The EconomistThe Economist

The American chip industry’s $1.5trn meltdown

By The Economist

17 Oct 2022 · 5 min read

With demand for smartphone and PCs on the decline, the chipmakers planning to make chips in the US are now scrambling to find newer customers even as revenue forecasts are dismal.

Curated by informed

In Licking County, Ohio, fleets of dump trucks and bulldozers are shifting earth on the future site of chip factories. Intel is building two “fabs” there at a cost of around $20bn. In March President Joe Biden called this expanse of dirt a “field of dreams” in his state-of-the-union speech. It was “the ground on which America’s future will be built”, he intoned.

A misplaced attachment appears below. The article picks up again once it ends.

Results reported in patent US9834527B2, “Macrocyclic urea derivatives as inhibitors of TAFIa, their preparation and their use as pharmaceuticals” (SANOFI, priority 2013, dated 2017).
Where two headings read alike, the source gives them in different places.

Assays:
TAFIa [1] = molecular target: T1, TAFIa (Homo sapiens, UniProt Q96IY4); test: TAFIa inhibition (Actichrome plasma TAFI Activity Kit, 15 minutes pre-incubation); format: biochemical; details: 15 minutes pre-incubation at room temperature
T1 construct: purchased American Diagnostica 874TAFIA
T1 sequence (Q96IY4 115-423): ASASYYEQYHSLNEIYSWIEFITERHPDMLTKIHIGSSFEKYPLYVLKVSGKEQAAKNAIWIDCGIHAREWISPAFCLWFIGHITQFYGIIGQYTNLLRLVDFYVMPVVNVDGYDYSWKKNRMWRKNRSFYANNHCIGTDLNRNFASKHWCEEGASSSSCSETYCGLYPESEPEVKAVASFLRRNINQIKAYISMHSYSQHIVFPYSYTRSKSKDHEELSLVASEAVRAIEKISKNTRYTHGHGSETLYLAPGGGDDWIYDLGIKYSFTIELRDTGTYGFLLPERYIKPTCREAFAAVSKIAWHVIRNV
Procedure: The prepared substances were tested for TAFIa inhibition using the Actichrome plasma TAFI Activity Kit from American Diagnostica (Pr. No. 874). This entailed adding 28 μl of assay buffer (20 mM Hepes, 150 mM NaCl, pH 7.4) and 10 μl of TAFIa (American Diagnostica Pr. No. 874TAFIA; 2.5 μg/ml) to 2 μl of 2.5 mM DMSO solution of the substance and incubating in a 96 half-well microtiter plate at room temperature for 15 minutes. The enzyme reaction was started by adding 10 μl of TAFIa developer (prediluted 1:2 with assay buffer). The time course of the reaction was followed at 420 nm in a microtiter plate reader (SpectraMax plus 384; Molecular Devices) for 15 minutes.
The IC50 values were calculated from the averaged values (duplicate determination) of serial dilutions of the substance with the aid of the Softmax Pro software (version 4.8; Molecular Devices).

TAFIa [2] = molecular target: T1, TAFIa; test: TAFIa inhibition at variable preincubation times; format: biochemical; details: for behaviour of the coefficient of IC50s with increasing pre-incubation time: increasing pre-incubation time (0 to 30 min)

In the spring it was easy to be dreamy about America’s chip industry. The pandemic-induced semiconductor crunch had proved just how crucial chips were to modern life. Demand was still rising for all sorts of chip-powered technology, which these days is most of it. Investors were less gloomy on chips than on other tech, which was taking a stockmarket beating. The CHIPS act was making its way through Congress, promising to plough subsidies worth $52bn into the domestic industry, in order to reduce America’s reliance on foreign fabs and support projects like Intel’s Ohio factory.

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